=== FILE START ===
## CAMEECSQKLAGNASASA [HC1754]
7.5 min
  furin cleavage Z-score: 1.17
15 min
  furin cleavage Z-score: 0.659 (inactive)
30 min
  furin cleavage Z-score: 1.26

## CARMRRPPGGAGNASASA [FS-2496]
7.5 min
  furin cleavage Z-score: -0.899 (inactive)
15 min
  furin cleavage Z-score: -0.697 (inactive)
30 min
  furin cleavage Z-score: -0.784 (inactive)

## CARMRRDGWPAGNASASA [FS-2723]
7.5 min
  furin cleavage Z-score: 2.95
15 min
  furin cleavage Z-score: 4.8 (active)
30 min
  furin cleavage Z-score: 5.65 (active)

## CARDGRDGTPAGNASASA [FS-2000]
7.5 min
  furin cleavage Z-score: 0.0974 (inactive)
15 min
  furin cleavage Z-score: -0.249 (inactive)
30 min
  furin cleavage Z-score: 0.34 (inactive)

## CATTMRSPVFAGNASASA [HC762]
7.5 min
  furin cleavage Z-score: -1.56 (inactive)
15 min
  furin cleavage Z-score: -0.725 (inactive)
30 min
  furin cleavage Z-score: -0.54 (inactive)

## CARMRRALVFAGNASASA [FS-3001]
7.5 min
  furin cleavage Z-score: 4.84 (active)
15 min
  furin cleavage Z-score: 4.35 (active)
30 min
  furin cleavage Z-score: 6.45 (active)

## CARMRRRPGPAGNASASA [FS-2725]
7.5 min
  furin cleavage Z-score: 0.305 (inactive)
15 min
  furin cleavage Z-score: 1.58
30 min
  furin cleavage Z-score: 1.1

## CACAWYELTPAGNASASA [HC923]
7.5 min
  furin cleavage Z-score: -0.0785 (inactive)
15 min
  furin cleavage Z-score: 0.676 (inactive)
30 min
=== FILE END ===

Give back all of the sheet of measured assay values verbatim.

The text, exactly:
## CAMEECSQKLAGNASASA [HC1754]
7.5 min
  furin cleavage Z-score: 1.17
15 min
  furin cleavage Z-score: 0.659 (inactive)
30 min
  furin cleavage Z-score: 1.26

## CARMRRPPGGAGNASASA [FS-2496]
7.5 min
  furin cleavage Z-score: -0.899 (inactive)
15 min
  furin cleavage Z-score: -0.697 (inactive)
30 min
  furin cleavage Z-score: -0.784 (inactive)

## CARMRRDGWPAGNASASA [FS-2723]
7.5 min
  furin cleavage Z-score: 2.95
15 min
  furin cleavage Z-score: 4.8 (active)
30 min
  furin cleavage Z-score: 5.65 (active)

## CARDGRDGTPAGNASASA [FS-2000]
7.5 min
  furin cleavage Z-score: 0.0974 (inactive)
15 min
  furin cleavage Z-score: -0.249 (inactive)
30 min
  furin cleavage Z-score: 0.34 (inactive)

## CATTMRSPVFAGNASASA [HC762]
7.5 min
  furin cleavage Z-score: -1.56 (inactive)
15 min
  furin cleavage Z-score: -0.725 (inactive)
30 min
  furin cleavage Z-score: -0.54 (inactive)

## CARMRRALVFAGNASASA [FS-3001]
7.5 min
  furin cleavage Z-score: 4.84 (active)
15 min
  furin cleavage Z-score: 4.35 (active)
30 min
  furin cleavage Z-score: 6.45 (active)

## CARMRRRPGPAGNASASA [FS-2725]
7.5 min
  furin cleavage Z-score: 0.305 (inactive)
15 min
  furin cleavage Z-score: 1.58
30 min
  furin cleavage Z-score: 1.1

## CACAWYELTPAGNASASA [HC923]
7.5 min
  furin cleavage Z-score: -0.0785 (inactive)
15 min
  furin cleavage Z-score: 0.676 (inactive)
30 min